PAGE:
Sloba and Mira met at secondary school and soon became inseparable. Both of them carried a great deal of emotional baggage into the relationship. When Milosevic was seven, his uncle killed himself with a shotgun. A few years later, his father did the same. Then his mother hanged herself. If Judy Finnegan had popped up to ask Rees what should happen next in the Balkans, perhaps he would have expressed the hope that Milosevic might yet follow in the family footsteps.

As for Markovic, her mother fought during the Second World War with Tito's partisans, but then was captured by the Germans and, under torture, revealed strategic secrets. In due course, her own father - Markovic's grandfather - ordered her execution. Rees learned that Markovic is still haunted by this. Not that we need feel much sympathy for a woman widely thought to exercise an even more baleful influence over the Balkans than her husband. All the same, between the pair of them, there is clearly - as someone once said of Basil Fawlty - enough material for an entire psychiatric conference.

Speaking of Basil Fawlty, John Cleese tells an amusing story about the Los Angeles producer who bought the rights to make an American version of Fawlty Towers. Eventually, the producer emerged from a three-day meeting with network executives, and informed Cleese that they were all extremely enthusiastic about the project. "We've decided to make just one adjustment," he added. "We're gonna take the Basil character out."

And so to the vital missing ingredients of Just a Minute (BBC1), the intermittently witty Radio 4 panel game of hesitation, repetition and deviation, which has been adapted for television with only one adjustment - they've removed the intermittent wit. The BBC would have been better off adapting the Shipping Forecast for telly. At least we would have got to see some big waves. For nothing makes more pointless or depressing television than radio-with-pictures. And even on radio, there is not much worse than a panel game with feeble panellists. Wednesday's Just a Minute starred the song-and-dance man Gary Wilmot, cheerfully patronised by presenter Nicholas Parsons, who kept telling him he wasn't bad for a beginner. But Parsons must have been secretly tempted to dock the producer a couple of points. Gary Wilmot instead of Paul Merton, or even Clement Freud? If that's not deviation, I don't know what is.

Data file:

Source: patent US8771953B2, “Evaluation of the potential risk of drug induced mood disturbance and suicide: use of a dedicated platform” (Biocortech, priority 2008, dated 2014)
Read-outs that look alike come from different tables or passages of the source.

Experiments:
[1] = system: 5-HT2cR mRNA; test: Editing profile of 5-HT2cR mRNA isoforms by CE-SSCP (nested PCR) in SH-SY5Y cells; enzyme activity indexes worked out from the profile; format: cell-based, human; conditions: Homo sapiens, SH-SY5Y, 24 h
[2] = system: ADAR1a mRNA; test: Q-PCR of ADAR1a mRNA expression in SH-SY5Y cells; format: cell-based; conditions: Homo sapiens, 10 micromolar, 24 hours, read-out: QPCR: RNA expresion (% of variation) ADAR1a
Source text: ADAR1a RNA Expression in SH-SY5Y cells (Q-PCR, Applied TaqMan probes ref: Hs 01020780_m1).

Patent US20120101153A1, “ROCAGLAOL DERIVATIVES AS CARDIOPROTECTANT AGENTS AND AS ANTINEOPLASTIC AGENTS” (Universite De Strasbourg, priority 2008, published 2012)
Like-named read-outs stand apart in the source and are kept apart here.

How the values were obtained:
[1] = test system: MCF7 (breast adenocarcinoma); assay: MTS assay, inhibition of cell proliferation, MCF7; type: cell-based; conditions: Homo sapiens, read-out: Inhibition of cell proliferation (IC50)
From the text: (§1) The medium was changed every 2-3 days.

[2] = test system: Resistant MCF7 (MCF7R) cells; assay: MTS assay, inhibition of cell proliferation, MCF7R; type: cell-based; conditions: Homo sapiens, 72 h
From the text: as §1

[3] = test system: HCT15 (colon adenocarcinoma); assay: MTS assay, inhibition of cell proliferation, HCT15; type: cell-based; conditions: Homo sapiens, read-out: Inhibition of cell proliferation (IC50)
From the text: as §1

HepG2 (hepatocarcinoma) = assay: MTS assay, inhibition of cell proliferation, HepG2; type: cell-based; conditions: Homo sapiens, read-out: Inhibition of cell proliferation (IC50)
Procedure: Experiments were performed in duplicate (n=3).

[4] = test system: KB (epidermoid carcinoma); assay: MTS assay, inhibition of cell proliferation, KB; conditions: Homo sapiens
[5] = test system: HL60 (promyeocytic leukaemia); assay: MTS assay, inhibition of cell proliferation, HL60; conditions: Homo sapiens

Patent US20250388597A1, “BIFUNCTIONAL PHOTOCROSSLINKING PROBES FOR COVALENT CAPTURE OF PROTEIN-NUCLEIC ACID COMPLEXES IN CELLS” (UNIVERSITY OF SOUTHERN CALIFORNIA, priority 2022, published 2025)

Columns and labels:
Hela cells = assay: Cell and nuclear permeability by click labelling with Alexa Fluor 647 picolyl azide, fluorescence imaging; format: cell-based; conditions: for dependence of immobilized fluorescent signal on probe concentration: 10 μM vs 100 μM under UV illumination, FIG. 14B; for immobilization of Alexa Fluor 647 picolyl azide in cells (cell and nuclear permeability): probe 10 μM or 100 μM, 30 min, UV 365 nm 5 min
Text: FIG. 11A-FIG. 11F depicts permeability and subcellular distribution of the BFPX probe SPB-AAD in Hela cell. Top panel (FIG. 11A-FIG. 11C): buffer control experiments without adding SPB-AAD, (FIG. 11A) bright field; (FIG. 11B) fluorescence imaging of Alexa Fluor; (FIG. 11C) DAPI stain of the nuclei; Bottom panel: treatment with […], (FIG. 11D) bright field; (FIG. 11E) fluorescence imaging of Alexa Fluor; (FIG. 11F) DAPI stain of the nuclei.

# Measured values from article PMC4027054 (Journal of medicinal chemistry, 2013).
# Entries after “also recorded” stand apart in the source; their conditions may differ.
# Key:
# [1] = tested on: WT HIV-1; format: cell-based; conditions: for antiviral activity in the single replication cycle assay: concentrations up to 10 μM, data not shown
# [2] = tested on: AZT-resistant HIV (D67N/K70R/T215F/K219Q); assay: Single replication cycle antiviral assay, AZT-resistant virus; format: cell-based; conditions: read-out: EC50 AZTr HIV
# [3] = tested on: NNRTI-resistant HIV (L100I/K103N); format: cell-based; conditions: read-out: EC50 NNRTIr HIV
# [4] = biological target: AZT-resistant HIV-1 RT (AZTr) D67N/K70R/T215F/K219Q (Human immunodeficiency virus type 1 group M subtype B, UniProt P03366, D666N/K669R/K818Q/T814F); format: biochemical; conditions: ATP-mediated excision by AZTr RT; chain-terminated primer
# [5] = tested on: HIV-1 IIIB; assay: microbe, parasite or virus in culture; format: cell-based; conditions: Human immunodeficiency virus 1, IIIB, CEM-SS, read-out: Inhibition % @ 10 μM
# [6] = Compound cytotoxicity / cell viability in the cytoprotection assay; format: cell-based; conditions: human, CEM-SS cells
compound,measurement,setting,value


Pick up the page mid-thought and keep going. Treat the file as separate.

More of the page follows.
The Naked Chef (BBC2) is a more successful form of deviation, for it is like no other cookery series I have seen, and like anyone who watches early evening television, I've seen a hell of a lot. Its brash 23-year- old star, Jamie Oliver, is not everyone's cup of tea, but he is the perfect antidote to the Two Fat Ladies. "It ends up being dead tasty and looking dead pukka," said Oliver of his home-made focaccia. Oliver sounds as if he was brought up above the Queen Vic, but there is something not quite convincing about his vowels, as if they were carefully un-refined at public school. Either way, he is an engaging lad, and plainly a talented cook. If he doesn't become the male Charlie Dimmock, I will eat my hat - after first marinating it in tarragon vinegar, of course.

Another Jamie, Jamie Draven, played Dex, a 17-year-old murder suspect in Paul Abbott's Butterfly Collectors (ITV), with Pete Postlethwaite as the disillusioned detective who becomes emotionally involved in the life of Dex and his family. For a psychological thriller, it seemed disproportionately heavy on psychology, light on thrills. And the score was soppy and intrusive, featuring that woman who has an obligatory part in every psychological thriller, the haunting soprano. But the performances of Draven and the incomparably lugubrious Postlethwaite, plus Abbott's clever script, made it well worth staying with, even though I worked out long before the end that the murderer was not Dex but his 10-year-old brother. It isn't only in real life that killers are getting younger.